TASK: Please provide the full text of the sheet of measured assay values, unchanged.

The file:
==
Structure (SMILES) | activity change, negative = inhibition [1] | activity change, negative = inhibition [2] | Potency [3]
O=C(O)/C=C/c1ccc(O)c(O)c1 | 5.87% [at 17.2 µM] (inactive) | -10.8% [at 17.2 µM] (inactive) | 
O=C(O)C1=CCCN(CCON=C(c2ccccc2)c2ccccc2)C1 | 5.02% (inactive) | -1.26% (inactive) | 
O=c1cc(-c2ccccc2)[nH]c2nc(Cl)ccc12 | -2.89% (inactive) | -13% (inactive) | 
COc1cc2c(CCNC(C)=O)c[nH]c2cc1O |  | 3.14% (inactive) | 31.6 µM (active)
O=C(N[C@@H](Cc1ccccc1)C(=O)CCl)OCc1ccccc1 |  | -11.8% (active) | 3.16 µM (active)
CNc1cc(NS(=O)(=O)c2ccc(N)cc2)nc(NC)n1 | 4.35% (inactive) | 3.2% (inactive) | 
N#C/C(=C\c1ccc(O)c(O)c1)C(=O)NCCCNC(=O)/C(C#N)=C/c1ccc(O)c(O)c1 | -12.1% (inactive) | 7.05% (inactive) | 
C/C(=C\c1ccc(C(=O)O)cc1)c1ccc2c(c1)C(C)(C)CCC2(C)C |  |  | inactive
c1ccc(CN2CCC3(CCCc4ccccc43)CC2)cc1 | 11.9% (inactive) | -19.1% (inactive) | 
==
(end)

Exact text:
Structure (SMILES) | activity change, negative = inhibition [1] | activity change, negative = inhibition [2] | Potency [3]
O=C(O)/C=C/c1ccc(O)c(O)c1 | 5.87% [at 17.2 µM] (inactive) | -10.8% [at 17.2 µM] (inactive) | 
O=C(O)C1=CCCN(CCON=C(c2ccccc2)c2ccccc2)C1 | 5.02% (inactive) | -1.26% (inactive) | 
O=c1cc(-c2ccccc2)[nH]c2nc(Cl)ccc12 | -2.89% (inactive) | -13% (inactive) | 
COc1cc2c(CCNC(C)=O)c[nH]c2cc1O |  | 3.14% (inactive) | 31.6 µM (active)
O=C(N[C@@H](Cc1ccccc1)C(=O)CCl)OCc1ccccc1 |  | -11.8% (active) | 3.16 µM (active)
CNc1cc(NS(=O)(=O)c2ccc(N)cc2)nc(NC)n1 | 4.35% (inactive) | 3.2% (inactive) | 
N#C/C(=C\c1ccc(O)c(O)c1)C(=O)NCCCNC(=O)/C(C#N)=C/c1ccc(O)c(O)c1 | -12.1% (inactive) | 7.05% (inactive) | 
C/C(=C\c1ccc(C(=O)O)cc1)c1ccc2c(c1)C(C)(C)CCC2(C)C |  |  | inactive
c1ccc(CN2CCC3(CCCc4ccccc43)CC2)cc1 | 11.9% (inactive) | -19.1% (inactive) | 